People love to point out to me when I use Britishisms in terms of spelling or phrasing (or even inflection), but I seem to be on an unstoppable (and fairly subconscious) path due to two things: 1) We all subconsciously mimic/mirror other humans in a lot of ways, including speech patterns. It's hard to listen to everyone speak the same language as me with slightly different cadence and inflection and not eventually do the same. 2) It's easier to just join them, especially in a professional setting. I hate the idea of being an obnoxious American and refusing to embrace the culture around me because "mine is better". There are so many things I prefer about British culture that I happily embrace. The rest is mostly subconscious. For example, saying "sorry?" instead of "what?!" when you didn't hear someone properly. I'm sure people will point it out to me for as long as I live here, but it's slightly annoying when people make fun of me for it or are relentless in their acknowledgements of it. But what can I do? It seems worth mentioning here that I probably won't end up with a British accent. Sorry to disappoint anyone hoping for that. In fact, it's better off that I don't even practice because according to one particular Brit I know, it's quite horrendous.

Joining the British workforce is honestly like culture shock all over again. Most of the Americans I know here work with each other, and in fact the Brits are in the minority at their job, so it's not quite the same. But working in an office that is entirely English or Welsh (plus one Spaniard) take some getting used to. I need to learn their terminology and phrasing and it's forcing me to get better with understanding various accents.

In other news, my crate arrived from the States at last! It arrived in London on the 19th and then had to clear customs in up to 10 days. I was really hoping that it would arrive the week of Thanksgiving as I mentioned in my Thanksgiving post, so that I would have the things I needed and be home for the delivery. Of course luck would have it that it was set to be delivered the day I started work. In order to avoid lots of stress on Sunday night about getting the house set up to receive a crate full of stuff, I moved it to Wednesday, then to Tuesday after Luke said it would be easier for him to duck out of work. He ended up working overnight that day anyway and was home. What a champ for receiving that crate and unpacking it by himself! (That's 4x4x4 feet!)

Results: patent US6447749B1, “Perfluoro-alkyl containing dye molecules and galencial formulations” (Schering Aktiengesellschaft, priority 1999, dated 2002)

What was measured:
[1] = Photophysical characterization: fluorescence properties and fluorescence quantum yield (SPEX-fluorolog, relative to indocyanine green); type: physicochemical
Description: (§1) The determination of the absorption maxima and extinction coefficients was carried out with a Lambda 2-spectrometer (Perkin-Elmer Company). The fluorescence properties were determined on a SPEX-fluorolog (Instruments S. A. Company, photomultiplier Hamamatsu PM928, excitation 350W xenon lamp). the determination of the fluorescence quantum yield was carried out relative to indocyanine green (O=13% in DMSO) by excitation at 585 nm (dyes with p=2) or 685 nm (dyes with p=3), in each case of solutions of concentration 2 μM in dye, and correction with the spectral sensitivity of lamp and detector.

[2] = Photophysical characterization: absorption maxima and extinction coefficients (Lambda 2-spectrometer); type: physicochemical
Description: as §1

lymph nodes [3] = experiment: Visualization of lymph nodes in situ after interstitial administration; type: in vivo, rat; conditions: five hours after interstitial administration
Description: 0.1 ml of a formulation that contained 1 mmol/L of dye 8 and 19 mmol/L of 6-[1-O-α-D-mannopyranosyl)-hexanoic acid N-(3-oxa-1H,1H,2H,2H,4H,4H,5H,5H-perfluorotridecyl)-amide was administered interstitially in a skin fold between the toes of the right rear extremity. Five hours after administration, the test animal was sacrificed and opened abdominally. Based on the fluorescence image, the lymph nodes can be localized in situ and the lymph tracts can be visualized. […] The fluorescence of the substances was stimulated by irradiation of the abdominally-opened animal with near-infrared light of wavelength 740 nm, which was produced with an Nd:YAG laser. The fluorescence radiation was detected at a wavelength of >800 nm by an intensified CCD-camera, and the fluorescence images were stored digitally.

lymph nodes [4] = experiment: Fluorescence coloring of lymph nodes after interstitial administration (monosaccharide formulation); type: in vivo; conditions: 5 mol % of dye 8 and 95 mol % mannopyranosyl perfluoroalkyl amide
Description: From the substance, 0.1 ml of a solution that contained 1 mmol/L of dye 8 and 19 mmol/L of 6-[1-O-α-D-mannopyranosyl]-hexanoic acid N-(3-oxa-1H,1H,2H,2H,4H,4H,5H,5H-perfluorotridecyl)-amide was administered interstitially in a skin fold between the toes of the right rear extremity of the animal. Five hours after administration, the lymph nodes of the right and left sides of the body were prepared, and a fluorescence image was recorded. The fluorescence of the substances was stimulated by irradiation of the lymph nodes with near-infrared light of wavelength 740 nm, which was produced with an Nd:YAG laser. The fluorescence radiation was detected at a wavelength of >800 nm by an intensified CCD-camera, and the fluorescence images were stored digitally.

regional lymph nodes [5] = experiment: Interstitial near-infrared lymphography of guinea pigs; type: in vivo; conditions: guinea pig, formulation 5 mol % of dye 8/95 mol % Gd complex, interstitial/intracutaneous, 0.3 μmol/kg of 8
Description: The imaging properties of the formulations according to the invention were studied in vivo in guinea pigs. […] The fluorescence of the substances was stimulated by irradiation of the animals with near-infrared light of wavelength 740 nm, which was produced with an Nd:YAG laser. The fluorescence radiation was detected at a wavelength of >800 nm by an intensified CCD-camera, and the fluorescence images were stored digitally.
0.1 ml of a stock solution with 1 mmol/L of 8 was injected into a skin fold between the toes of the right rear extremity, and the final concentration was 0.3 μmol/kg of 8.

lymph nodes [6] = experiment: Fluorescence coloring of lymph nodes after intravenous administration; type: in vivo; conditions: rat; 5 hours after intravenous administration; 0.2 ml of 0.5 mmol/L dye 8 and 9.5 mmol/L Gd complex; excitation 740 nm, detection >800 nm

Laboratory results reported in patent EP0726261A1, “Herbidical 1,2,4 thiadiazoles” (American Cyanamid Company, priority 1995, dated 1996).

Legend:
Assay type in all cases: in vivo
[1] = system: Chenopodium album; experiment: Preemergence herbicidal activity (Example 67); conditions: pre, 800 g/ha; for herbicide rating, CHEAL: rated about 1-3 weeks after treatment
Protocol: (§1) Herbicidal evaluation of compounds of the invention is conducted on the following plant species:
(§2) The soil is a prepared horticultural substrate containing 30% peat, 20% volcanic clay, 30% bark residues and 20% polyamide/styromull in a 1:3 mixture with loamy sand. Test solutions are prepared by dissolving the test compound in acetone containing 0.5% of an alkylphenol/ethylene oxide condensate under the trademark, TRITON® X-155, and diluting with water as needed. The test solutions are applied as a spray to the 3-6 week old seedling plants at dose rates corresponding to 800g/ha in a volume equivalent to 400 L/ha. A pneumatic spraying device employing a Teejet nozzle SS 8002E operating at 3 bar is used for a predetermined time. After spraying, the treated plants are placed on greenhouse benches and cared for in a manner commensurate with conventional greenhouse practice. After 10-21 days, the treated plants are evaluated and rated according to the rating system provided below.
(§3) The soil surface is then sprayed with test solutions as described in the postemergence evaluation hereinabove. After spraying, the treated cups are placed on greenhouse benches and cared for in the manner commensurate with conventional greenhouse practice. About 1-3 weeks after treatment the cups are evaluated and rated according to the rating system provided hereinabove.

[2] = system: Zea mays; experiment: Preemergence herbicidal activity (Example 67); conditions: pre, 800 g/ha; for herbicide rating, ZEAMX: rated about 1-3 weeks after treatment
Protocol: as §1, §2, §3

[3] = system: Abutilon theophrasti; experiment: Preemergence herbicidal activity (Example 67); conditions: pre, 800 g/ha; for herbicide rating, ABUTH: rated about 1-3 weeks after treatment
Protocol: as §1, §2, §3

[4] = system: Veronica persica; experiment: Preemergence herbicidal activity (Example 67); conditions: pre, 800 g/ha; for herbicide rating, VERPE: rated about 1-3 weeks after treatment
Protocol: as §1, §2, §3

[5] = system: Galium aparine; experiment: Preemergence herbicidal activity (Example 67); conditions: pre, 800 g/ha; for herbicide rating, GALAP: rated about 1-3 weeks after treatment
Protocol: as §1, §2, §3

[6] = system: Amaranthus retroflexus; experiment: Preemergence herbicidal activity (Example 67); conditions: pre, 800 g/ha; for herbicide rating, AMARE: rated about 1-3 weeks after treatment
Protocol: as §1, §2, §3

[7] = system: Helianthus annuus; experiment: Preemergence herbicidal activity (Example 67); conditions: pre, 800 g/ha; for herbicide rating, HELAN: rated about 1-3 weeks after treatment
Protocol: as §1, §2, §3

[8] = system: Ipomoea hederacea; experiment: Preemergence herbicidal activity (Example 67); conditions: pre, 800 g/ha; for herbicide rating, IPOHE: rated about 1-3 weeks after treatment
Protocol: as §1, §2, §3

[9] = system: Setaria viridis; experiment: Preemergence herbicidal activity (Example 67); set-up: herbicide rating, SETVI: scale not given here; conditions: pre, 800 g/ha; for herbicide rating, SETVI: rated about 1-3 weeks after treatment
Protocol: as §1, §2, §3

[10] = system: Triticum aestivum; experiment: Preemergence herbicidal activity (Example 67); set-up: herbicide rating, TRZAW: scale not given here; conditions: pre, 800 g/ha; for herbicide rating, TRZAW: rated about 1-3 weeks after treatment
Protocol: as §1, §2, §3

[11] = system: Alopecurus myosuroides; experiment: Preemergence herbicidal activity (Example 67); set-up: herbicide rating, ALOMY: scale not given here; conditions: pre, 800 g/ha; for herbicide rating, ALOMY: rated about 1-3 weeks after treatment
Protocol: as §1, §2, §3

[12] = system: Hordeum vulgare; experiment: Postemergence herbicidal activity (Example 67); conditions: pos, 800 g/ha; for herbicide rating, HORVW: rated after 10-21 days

Luke had sent me pictures of everything he had unpacked, but I had no idea I would be so overwhelmed by it all. My mom did such a great job packing it all into the crate, like it was a giant real life Tetris game or something. But that meant not putting like things together so it would fit more efficiently. So I decided to start by unpacking everything and grouping all the kitchen things together, all my clothes together, etc. I was able to get through unpacking all the kitchen things that evening, making sure the pantry and the cabinets were still organised before calling it a night. My main goal was to get everything somewhere, even if that meant Luke's study which kind of serves as our junk room--though he doesn't like me calling it that--so I could set up our Christmas decor later in the week.

That weekend, we went to IKEA yet again to get a Christmas tree and a few things we needed to accommodate the extra stuff in our house. We got two drawers for under our bed for the rest of my clothes, as well as more hangers, and a small shelving unit to put in the kitchen since our counters and cabinets were starting to get cluttered and full.

This month I also learned that I pronounce my name incorrectly. When someone thought my name was Kiana, I realised that it wasn't just one of our friends making fun of how I say "Hannah", it's really just wrong in British English. The first H is breathier and I have no idea how to do it. I literally need vocal coaching on how to pronounce my name properly to avoid further confusion in England.